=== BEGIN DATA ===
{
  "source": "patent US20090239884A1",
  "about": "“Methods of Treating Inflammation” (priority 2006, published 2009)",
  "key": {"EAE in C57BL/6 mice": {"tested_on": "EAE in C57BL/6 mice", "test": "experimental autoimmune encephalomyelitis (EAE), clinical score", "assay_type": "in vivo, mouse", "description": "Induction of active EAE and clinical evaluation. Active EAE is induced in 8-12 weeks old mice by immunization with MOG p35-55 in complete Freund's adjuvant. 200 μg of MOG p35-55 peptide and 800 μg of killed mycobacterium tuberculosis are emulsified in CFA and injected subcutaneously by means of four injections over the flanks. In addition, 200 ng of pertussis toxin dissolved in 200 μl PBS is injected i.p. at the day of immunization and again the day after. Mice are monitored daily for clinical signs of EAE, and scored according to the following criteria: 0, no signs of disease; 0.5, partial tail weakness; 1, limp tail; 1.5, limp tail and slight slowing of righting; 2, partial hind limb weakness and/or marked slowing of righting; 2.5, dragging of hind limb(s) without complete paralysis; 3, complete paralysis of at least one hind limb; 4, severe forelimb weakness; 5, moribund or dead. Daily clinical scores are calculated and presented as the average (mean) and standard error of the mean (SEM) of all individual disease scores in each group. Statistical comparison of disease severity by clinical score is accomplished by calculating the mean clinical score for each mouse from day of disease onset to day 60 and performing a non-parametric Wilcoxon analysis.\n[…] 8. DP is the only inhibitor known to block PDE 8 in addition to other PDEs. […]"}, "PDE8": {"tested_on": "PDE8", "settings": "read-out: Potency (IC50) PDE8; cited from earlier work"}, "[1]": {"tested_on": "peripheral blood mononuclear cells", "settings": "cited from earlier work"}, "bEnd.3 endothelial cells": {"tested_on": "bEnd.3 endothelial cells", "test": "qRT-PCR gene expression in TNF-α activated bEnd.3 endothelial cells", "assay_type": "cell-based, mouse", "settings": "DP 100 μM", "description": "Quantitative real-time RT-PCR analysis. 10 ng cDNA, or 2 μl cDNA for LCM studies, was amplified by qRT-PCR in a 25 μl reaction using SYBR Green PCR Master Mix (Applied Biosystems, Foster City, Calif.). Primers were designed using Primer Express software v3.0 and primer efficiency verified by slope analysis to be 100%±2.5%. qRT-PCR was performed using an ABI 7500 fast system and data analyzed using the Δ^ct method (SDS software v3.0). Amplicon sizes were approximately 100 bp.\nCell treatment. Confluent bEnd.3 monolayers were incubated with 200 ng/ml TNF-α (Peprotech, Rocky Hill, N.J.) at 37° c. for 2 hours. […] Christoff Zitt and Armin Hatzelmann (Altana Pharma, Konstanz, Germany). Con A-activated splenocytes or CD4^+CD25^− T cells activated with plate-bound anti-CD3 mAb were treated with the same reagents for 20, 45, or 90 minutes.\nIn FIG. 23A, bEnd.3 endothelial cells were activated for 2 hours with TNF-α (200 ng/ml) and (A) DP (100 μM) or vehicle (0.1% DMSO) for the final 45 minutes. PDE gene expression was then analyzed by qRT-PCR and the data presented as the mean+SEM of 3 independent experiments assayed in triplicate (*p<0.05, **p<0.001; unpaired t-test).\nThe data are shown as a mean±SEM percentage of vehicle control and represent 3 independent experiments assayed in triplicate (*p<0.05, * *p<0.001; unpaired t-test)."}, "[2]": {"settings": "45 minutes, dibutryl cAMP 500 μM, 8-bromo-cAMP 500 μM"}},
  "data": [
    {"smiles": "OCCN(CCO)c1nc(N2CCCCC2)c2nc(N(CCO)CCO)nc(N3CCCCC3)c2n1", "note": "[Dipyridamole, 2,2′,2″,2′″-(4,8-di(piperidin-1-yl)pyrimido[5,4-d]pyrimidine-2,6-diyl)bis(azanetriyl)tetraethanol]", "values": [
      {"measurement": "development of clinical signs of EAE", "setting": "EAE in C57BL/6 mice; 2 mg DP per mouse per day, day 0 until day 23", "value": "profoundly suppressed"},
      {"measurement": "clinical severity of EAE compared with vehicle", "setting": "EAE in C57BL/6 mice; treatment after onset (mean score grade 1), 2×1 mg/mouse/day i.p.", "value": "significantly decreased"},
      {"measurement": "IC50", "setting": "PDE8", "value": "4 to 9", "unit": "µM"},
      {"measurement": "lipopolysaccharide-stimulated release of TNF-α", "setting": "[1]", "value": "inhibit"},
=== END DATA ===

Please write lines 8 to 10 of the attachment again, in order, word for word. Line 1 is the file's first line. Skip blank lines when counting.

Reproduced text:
      {"measurement": "clinical severity of EAE compared with vehicle", "setting": "EAE in C57BL/6 mice; treatment after onset (mean score grade 1), 2×1 mg/mouse/day i.p.", "value": "significantly decreased"},
      {"measurement": "IC50", "setting": "PDE8", "value": "4 to 9", "unit": "µM"},
      {"measurement": "lipopolysaccharide-stimulated release of TNF-α", "setting": "[1]", "value": "inhibit"},